Overstock talks blockchain. AI in medical imaging. Foul-mouthed corporates. secret

Hi there,

In July 2010, the first CB Insights newsletter went out to 489 subscribers.

In February 2013, we hit 10,000 subscribers. 

It took us 2.5 years to get 9,500 additional subscribers.

Last week, we added 6,000+ new newsletter subscribers in 7 days, hitting a total of ~422,000.

We get a lot of questions about the newsletter and how it's grown, so below are some thoughts.

But first, some isht.

But I didn't say "fudge"

Earnings calls are candid, and sometimes CEOs let an expletive or two slip out. Using our transcript search engine, we can see Titan International, Wynn Resorts, and Simon Property Group are the top 3 isht-talkers.
Check out our full analysis to see which C-suiters swear like sailors and how corporate cussing has ebbed and flowed over the years.

Blah blah blockchain

Everyone from Nasdaq to FedEx is talking about blockchain, but Overstock leads in mentions.

The company was one of the first retailers to accept cryptocurrency. It has a blockchain-focused venture arm, and its "blockchain-based shares trading platform" tZERO is in the process of raising a ~$250M ICO.

Check out our analysis to see what other companies had to say about the technology and which ones were talking blockchain before it was cool.

The secret is...

The secret of the newsletter is there is no secret.


Our team works really f'n hard. So maybe that's the secret.

But there are lots of small things that we believe that have helped.

Here are a few of them:

1. Consistency. We send the newsletter out 6x per week without fail. Our team is tremendously good at shipping the newsletter. There are no "computer issues," no "we got tied up in the meetings," etc. This isht goes out no matter what. Consistency is key.

2. The subject lines. If people don't open the newsletter, that hurts our bottom line (our main biz is our software platform, btw, since not everyone knows that). The subject lines regularly aggravate a small group of people, and we are ok with that. The key is getting the newsletter opened. We walked through the math here.

3. Love or hate. We want you to love us — or even hate us — but we don't want you to be indifferent. We realize that we're an acquired taste, and we're not interested in appealing to everyone. Trying to appeal to everyone would make us like 99% of the boring AF newsletters out there. No thanks.

4. Data-driven. We bring facts to areas (tech, trends, venture) where people generally BS.

5. No pandering. We try to call it like we see it.

6. We try to write and talk like human beings. No leveraging synergies to transform transformations.

If there is a hack of any kind we've discovered, there is one. 

More on it below.

Get the picture?

Harvard Medical School researchers have developed a new technique based on AI and machine learning to help radiologists get higher-quality images without gathering additional data.

In our recent AI Trends Report, we discuss how medical imaging and diagnostics are fueling much of the growth in the healthcare AI space. Check it out here.

Big bucks

This week, Oscar Health closed a $165M round led by Founders Fund and 8VC, putting the company’s valuation at $3.2B, up from $2.7B. That suggests investors are bullish on Oscar’s multi-city expansion.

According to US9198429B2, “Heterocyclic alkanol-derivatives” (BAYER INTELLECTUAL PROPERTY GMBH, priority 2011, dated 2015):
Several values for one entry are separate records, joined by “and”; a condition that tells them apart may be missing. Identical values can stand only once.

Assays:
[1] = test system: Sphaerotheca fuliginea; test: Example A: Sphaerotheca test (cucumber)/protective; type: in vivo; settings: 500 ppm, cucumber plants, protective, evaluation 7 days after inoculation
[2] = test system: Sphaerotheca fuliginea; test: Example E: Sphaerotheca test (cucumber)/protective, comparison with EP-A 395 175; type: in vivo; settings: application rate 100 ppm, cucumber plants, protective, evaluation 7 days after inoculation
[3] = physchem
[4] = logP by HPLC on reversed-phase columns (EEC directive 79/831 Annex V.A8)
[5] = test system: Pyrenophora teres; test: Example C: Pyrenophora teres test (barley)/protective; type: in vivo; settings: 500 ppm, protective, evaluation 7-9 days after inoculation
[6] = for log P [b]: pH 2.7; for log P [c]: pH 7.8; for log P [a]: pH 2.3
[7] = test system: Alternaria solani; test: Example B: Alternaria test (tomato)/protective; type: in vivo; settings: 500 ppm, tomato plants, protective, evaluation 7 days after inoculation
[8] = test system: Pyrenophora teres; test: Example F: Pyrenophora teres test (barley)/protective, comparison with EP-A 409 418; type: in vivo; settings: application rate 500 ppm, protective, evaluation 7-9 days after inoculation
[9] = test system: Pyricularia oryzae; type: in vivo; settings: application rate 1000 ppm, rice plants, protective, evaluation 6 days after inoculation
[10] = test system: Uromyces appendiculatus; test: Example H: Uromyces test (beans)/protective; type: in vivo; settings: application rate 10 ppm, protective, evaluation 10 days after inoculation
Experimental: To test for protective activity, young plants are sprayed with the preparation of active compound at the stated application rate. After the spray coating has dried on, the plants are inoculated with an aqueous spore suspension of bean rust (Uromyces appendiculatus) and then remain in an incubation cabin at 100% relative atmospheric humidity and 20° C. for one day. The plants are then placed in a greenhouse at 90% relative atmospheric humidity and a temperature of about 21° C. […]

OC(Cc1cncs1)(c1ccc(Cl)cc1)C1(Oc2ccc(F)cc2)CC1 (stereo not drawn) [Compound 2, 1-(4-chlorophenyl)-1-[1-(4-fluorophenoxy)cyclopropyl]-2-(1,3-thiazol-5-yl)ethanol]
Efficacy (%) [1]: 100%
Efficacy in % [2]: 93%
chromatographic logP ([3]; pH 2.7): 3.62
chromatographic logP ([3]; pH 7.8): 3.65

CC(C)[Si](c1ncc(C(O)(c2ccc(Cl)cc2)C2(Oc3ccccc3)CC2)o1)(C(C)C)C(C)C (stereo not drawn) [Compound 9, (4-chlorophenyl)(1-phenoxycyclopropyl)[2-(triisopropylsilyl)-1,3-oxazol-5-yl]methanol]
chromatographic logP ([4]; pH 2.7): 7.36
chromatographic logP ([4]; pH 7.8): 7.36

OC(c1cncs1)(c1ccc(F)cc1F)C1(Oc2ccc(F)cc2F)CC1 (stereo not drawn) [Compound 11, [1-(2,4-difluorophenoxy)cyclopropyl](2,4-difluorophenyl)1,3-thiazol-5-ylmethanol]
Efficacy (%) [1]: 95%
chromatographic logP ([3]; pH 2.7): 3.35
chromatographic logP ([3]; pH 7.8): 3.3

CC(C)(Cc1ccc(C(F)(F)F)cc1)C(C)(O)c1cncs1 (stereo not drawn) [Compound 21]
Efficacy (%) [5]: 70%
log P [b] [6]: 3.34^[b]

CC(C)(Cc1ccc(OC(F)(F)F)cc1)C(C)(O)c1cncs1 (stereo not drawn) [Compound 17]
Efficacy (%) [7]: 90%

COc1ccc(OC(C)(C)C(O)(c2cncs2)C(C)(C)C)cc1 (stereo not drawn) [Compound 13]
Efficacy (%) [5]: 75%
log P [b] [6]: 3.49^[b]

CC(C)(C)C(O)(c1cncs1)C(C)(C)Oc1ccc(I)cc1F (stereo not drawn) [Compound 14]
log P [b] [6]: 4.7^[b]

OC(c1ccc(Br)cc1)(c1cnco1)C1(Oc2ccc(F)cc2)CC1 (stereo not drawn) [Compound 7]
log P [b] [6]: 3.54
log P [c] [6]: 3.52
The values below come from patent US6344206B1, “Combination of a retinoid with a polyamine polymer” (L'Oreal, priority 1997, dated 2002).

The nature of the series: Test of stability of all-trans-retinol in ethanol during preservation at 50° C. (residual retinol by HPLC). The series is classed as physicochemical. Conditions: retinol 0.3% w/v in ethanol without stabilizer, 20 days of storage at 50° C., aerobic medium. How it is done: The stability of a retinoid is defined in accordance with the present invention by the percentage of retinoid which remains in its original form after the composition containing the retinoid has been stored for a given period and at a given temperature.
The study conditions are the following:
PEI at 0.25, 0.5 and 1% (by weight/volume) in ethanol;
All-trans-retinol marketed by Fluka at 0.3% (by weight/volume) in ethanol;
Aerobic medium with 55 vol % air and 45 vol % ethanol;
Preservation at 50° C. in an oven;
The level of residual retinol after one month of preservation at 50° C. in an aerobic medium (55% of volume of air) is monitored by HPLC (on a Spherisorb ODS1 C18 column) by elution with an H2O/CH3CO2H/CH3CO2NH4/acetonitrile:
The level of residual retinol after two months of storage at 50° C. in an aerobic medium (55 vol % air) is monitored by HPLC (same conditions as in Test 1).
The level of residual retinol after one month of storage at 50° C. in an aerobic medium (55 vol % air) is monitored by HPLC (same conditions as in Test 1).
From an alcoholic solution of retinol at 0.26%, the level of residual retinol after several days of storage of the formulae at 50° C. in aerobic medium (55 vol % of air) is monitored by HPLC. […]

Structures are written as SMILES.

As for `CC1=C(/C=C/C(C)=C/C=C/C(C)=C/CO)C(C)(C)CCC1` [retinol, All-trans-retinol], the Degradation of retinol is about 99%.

Mario Schlosser, CEO & co-founder of Oscar, will join us on stage at Future of Fintech (June 19 - 21 in NYC). We look forward to digging into his views on the competitive landscape.

Prices are going up on April 1st, save $500 off your ticket with code insuremyticket.

The newsletter hack

The one "hack" I'd suggest if you're B2B is to find the things people say in your industry but never say out loud.

Every industry has these tribal secrets.

And that has worked for us.  

We are not always saying novel things. We just say out loud the things that others think.

So when a VC or startup talks about "changing the world," or when corporations talk about "open floor plans" and "visiting Silicon Valley to disrupt themselves before a startup does," most folks roll their eyes (as they should).

We just make fun of that inane BS in our newsletter.

The Industry Standard

CB Insights data is the most trusted by those in the industry and the media. A few recent hits.

Fast Company. Cale Guthrie Weissman (@caleweissman) reports that Amazon’s market cap saw a huge dip after Donald Trump’s tweets about the company and cites CB Insights data.
Silicon Valley Business Journal. Thomas J. Knox and Dan Kahan (@dankahan) highlight three business and legal factors that entrepreneurs should keep in mind when trying to raise capital and cite CB Insights research.
Retail Dive. Dan Alaimo discusses Amazon and Walmart’s recent drone patents and refers to CB Insights research.

I love you.


P.S. On April 3, we'll be discussing banks in fintech. Register for the briefing here.

The Blurb

A curated mix of articles worth sharing.

How to write good. Harvard cognitive scientist and linguist Steven Pinker gives 6 tips for improving writing.
Hacked. The city of Atlanta is still working to recover from last week’s ransomware attack, one of the most sustained and consequential cyberattacks ever launched against a major American city.
New York Times
Welcome to the club. Researchers are thinking of classifying the interstitium — the fluid-filled spaces within and between tissues all over the body — as an organ.
Who’s in charge here? After the self-driving car accident that killed a pedestrian in Arizona, many are asking who is legally responsible in this kind of situation.
Fast Company
AI bias. More and more evidence shows that facial recognition software can pick up or reinforce social biases. Coders are working to fix that.
Let’s go for a drive. Alibaba’s cat-themed car vending machine in China gives free three-day test drives to people with high credit scores.
The Verge
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